Large carnivore tourism in Finland
Watching and photographing large carnivores in their natural habitat is a part of wildlife tourism. Wildlife tourism also entails watching and photographing birds, other mammals, plants and other natural attractions. At its best, a wildlife trip can offer a wide variety of experiences in the wilderness.
Ecological factors and sustainability must be taken into account when developing wildlife tourism. A high-quality, sustainable wildlife tourism product is professional, safe and created in a way that respects the well-being of the local and regional nature and the target species. The wildlife tourism providers are in a key position here as they sell these services to tourists.
Watching and photographing large carnivores
Tourism providers in the Kainuu, North Karelia and Koillismaa regions offer tourists the opportunity to see and photo large carnivores up close from cabins built near feeding spots. This opportunity often comes with a full service package that includes a professional guide, transportation, meals, lodging and insurance policies in addition to the night spent at the observation cabin.
Bears are the most common large carnivores seen at these cabins, but wolves and wolverines are also occasional visitors. Spotting a golden eagle, sea eagle or a black kite (Milvus migrans) from the observation cabin is also an exhilarating experience. Lynxes are not seen at these feeding spots as they are not carrion feeders.
Following in the paw prints of large carnivores
For many people, seeing the tracks of a large carnivore is a valuable experience in itself. It is also a great opportunity to improve one's zoological knowledge. Trips where a professional guide takes tourist groups to see animal tracks in the wilds are available in many countries. In Finland there have been events where people ski along wolf tracks, for example. Wolf howling trips take tourists to the woods to howl like a wolf as the daylight wanes. Hearing the wolf's reply in the dusky forest can be a once-in-a-lifetime experience.
Hunting forms a significant part of wildlife tourism in Finland. During the bear hunting season (20 August – 31 October) the backwoods of Kainuu attract up to hundreds of bear hunters. Kainuu is chosen as the target region because the majority of exceptional bear hunting permits granted for the purposes of population management are issued there. The lynx can be hunted throughout the country, so it does not affect hunting tourism as much as the bear.
Kuhmo Visitor Centre Petola
The Visitor Centre Petola in Kuhmo is an attraction maintained by Metsähallitus that focuses solely on large carnivores. Petola's permanent exhibit offers a concentrated dose of multi-faceted, fact-based information about our large carnivores presented in visual form. Read more about Kuhmo Visitor Centre Petola.
The bear also features prominently in other nature centres maintained by Metsähallitus in different parts of Finland. The Finnish Museum of Natural History in Helsinki, the Hunting Museum in Riihimäki and many other museums across the land also include large predators in their exhibits.
Large carnivore tourism across the globe
Wildlife tourism is a growing segment of nature-based tourism all over the world and it brings benefits to both local economies and nature conservation efforts. Big and impressive species, such as mountain gorillas, tigers, rhinos, elephants, bears and wolves are the key attractions in wildlife tourism. People are ready to travel vast distances and pay handsome fees to see wild animals in their natural habitats.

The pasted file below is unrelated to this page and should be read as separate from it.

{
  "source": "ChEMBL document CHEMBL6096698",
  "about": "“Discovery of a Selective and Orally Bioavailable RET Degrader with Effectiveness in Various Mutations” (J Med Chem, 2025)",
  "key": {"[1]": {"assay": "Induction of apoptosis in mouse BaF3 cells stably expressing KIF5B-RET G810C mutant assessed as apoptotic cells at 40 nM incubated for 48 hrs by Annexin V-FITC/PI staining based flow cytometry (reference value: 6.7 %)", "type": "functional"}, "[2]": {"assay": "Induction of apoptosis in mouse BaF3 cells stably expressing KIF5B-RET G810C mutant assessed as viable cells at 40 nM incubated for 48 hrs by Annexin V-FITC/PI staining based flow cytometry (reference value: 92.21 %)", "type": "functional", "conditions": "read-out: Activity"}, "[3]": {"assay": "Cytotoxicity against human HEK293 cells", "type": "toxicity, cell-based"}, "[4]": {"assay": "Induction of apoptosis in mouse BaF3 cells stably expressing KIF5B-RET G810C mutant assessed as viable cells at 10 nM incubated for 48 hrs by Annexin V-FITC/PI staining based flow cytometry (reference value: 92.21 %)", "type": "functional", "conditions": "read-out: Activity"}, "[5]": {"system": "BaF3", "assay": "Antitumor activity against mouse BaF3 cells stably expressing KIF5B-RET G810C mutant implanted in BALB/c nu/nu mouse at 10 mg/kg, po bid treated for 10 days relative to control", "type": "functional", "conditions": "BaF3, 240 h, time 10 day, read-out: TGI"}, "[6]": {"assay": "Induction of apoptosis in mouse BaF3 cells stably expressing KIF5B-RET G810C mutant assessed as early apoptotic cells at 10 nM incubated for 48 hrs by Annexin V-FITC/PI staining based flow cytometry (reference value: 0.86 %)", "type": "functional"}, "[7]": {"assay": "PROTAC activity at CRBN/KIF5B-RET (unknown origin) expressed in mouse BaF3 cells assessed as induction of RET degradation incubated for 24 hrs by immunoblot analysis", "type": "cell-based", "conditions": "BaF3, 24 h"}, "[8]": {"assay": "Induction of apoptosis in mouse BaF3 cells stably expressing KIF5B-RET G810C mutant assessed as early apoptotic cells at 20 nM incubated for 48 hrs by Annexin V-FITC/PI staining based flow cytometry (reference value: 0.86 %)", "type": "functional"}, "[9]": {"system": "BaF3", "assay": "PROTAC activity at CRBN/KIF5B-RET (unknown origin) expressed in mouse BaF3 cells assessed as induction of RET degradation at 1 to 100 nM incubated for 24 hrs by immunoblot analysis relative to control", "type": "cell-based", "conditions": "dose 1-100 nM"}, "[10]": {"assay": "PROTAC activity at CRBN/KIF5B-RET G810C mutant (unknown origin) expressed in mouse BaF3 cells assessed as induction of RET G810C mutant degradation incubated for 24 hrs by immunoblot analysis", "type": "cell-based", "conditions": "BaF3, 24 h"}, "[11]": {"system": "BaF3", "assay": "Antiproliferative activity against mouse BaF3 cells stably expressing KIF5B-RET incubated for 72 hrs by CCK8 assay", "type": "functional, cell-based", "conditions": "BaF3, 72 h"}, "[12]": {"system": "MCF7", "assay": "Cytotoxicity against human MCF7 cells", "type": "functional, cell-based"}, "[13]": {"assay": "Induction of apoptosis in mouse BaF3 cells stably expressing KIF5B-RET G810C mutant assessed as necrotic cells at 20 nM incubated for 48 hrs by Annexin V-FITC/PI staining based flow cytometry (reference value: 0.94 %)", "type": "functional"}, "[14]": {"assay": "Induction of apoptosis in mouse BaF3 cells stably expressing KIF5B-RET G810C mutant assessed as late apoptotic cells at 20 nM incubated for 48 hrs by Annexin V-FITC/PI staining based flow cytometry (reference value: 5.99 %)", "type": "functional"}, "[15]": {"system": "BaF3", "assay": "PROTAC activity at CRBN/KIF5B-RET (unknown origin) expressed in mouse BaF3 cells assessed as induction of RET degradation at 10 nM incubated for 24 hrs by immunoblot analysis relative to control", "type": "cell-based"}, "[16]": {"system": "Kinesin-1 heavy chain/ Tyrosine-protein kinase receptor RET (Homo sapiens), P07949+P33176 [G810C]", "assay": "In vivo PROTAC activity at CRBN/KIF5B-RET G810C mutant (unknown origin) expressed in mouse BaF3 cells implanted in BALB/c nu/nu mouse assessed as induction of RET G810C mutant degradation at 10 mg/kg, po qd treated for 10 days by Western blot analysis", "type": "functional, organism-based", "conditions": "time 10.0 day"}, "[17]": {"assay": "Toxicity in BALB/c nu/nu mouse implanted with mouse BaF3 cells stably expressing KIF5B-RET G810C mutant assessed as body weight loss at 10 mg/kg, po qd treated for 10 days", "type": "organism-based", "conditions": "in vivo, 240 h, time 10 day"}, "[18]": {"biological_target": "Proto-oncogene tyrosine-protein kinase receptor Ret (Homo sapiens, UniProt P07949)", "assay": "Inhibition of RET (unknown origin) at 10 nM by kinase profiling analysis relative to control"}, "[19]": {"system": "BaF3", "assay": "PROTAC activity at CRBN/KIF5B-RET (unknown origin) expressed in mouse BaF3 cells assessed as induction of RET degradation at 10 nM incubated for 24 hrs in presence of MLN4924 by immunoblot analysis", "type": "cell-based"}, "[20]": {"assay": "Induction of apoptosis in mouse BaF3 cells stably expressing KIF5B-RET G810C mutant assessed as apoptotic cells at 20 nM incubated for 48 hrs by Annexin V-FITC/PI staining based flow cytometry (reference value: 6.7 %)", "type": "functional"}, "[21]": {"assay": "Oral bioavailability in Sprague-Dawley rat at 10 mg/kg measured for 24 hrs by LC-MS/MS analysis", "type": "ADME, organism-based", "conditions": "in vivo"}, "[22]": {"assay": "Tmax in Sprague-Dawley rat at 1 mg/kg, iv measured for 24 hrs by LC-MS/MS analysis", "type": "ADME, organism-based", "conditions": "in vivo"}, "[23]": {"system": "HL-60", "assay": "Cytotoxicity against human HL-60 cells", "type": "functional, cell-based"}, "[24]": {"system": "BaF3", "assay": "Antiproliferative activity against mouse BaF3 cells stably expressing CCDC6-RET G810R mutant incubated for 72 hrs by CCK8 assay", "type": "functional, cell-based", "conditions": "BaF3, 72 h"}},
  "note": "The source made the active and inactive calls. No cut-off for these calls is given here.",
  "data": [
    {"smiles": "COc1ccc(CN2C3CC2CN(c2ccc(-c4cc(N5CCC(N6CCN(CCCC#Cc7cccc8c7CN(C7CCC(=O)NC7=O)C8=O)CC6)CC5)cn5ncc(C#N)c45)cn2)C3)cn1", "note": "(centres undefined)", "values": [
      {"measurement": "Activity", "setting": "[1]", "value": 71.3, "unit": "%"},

The founding of the Bwindi national park in south-western Uganda in the early 90s is one example of how an entire rain forest could be preserved with the help of just one charismatic species. Today the national park is maintained with funds generated by gorilla tourism. Tourism has also changed the way the locals view the mountain gorilla: the species was once considered a pest animal, but now it has become a source of income.
In North America, the Isle Royale National Park in the state of Michigan is especially known for its wolf and moose populations. The park's research station receives thousands of visitors each year. It is also estimated that wolf transplantations at the Yellowstone National Park have significantly increased the number of visitors to the park. Even though the probability of actually seeing a wolf is quite low, most visitors are hooked by the mere fact that the wolves are there. In Alaska, a growing number of tourists want to participate in guided trips where they can hear wolves howling. In all these locations, wolf-based tourism has brought in additional income, employed locals and supported nature conservation efforts in the region.
Alaska used to be the only place on the planet where tourists were offered bear watching packages. Now Finland is one of the top destinations for bear watchers and photographers in the world. In Sweden large carnivore tourism is only just beginning to grow even though Sweden has three times as many bears as Finland. The possibilities offered by Kainuu, Koillismaa and North Karelia are widely known throughout the world. Tourists spent around 20 000 nights in observation cabins in Finland in 2013. Many renowned nature photographers from all over the world come to Finland to photograph large carnivores in our conifer forests and marshes. Finland has always been the land of saunas and lakes, but now Finland is also becoming the land of bears.